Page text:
Metal is one of the easiest things to recycle; our forefathers have become experts at it, mostly because wartime demanded it. Now, however, our reasons are more practical and have a kinder nature – we understand that metal is a valuable resource and can be damaging to the environment if left unchecked.
However, aside from this, there are many other reasons why metal should be recycled, most of them still not known to the general public. It’s not just about doing ‘what’s right’ (although that, of course, should be reason enough) – it’s also about taking a long-term view about sustainability, profit, the economy, and cutting costs. Here are the top benefits of recycling metal that you should know about.
The argument for sustainability is often in relation to the environment and the protection of our planet – and that’s a good one, so never forget it. However, there are other arguments to be made when it comes to sustainability. By definition, a mine or a certain area will sooner or later be depleted (just like oil), and hence the mining of metal will first become expensive to the point of impracticality (with lower return of investment) and next to impossible, as there will be nothing left to mine. Metal ore will sooner or later be a thing of the past, whether we like it or not.
A New Economy
Metal will always be in demand, simply because we demand too much of it for construction and electronics – however, new technologies are taking over. Furthermore, the industry of recycling is creating more and more jobs, jobs that will one day be able to put the old miners to work. The recycling of metal creates new economies in different ways, providing jobs and helping to aid the overall GDP, as confirmed by scrap yard Dudley specialists from Levi Walters.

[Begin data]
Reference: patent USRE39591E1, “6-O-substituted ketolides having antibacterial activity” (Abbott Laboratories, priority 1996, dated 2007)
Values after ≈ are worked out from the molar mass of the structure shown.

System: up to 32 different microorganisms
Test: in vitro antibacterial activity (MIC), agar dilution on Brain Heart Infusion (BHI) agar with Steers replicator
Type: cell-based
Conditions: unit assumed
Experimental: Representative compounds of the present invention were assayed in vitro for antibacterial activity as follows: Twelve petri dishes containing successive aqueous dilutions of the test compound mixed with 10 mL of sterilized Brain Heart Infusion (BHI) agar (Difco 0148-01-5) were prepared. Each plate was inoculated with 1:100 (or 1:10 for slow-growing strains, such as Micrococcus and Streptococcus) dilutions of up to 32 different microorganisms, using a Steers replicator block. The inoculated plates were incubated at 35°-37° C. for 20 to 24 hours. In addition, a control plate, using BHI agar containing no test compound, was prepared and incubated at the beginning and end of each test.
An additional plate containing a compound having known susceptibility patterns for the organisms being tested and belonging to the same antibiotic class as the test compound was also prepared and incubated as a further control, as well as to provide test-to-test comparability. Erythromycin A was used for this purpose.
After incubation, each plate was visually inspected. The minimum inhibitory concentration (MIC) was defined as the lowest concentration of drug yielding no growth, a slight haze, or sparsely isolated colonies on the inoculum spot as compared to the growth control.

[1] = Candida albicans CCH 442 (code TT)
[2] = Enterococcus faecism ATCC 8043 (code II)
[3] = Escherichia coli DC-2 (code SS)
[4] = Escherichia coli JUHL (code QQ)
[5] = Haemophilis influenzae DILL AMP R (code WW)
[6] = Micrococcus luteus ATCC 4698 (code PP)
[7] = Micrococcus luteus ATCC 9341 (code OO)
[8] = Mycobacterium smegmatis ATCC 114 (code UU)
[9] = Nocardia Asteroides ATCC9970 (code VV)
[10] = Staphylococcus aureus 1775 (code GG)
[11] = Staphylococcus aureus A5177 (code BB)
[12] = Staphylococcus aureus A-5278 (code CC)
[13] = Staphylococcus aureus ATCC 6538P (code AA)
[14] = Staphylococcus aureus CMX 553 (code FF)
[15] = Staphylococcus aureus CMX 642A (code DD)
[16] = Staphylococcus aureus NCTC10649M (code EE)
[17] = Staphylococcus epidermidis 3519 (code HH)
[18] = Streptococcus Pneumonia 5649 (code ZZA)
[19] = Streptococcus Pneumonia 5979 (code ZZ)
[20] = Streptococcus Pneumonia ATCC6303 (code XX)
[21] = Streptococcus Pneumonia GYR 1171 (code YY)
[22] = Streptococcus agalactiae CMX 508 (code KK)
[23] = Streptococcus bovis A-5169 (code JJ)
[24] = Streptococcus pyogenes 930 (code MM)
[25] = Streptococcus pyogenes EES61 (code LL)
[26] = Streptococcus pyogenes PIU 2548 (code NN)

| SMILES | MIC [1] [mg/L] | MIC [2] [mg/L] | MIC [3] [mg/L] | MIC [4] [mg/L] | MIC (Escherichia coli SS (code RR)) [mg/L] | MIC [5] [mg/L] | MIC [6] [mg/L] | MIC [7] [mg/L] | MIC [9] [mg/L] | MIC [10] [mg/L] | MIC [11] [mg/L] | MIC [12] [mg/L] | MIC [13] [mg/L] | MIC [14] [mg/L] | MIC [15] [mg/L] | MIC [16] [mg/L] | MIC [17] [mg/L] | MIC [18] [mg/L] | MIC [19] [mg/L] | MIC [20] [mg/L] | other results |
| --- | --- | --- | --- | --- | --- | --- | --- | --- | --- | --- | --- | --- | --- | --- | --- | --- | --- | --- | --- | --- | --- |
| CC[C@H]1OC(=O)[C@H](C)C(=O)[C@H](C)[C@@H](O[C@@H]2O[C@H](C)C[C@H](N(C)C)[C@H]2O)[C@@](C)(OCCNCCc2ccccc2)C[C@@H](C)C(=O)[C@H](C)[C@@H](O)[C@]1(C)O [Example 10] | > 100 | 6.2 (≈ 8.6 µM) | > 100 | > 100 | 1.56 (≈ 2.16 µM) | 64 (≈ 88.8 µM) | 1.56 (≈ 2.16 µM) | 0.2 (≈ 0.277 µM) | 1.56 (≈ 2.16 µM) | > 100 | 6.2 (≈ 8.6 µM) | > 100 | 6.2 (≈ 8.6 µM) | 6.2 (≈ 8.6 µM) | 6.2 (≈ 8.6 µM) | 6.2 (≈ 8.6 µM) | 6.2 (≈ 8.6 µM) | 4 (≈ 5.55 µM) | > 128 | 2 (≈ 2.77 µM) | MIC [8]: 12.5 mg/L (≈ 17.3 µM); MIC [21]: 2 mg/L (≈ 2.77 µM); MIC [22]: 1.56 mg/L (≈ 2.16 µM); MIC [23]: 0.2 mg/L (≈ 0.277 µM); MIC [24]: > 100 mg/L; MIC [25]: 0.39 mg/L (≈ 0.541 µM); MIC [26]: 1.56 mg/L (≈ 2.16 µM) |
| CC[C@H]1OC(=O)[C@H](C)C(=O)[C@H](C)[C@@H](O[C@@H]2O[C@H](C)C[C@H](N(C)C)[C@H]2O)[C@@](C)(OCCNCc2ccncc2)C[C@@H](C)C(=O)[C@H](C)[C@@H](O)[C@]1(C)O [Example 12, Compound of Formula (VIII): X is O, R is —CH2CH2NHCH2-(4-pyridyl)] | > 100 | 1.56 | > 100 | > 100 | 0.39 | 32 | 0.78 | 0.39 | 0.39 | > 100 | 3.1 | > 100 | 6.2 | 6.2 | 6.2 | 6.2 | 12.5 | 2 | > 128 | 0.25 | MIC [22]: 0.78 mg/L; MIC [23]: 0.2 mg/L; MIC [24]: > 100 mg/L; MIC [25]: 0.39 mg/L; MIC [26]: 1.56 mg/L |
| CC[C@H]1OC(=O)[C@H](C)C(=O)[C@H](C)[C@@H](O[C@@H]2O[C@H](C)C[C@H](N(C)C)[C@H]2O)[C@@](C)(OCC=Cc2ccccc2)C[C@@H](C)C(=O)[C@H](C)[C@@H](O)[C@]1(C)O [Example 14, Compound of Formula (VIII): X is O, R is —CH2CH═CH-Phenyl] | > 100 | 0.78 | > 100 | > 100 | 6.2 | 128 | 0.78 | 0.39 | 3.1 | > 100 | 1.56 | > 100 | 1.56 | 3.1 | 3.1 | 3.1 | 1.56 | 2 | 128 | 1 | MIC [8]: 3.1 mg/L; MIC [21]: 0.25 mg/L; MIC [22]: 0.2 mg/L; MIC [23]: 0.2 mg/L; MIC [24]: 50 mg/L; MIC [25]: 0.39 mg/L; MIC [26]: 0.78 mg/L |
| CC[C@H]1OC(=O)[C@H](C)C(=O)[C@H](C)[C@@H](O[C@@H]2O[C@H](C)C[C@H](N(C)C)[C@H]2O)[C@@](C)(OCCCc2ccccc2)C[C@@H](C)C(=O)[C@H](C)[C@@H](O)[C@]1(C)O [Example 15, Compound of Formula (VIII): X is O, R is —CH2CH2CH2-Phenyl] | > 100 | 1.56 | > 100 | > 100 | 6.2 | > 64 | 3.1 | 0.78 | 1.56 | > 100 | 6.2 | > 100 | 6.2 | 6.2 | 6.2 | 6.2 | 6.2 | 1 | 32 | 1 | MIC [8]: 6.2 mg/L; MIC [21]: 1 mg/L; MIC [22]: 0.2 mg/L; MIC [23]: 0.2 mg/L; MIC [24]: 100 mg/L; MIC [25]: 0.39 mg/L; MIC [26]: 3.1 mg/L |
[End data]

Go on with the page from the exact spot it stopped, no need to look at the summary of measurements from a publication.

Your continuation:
Saving the Planet
It’s an old argument, but it never fails. It’s not just about stopping mining – it’s also about ensuring that the wildlife doesn’t get disturbed due to deforesting and digging holes in the ground, often with explosives. Yes, the less we mine, the more we allow nature to take control (and that’s important for humans, after all).
The amount of energy that is used for mining is considerably larger than the amount of energy used for recycling – and this benefits all of us. The savings accomplished by these recycling methods are eventually passed on to the consumer or user of metals, which means the overall population eventually benefits.
One more thing: mining activities use tonnes of water daily to ensure that the ore can be extracted, cleaned and transformed into usable metal. By eliminating or at least reducing these mining activities, we also ensure that the costs of water go down. It’s really a win-win for all concerned.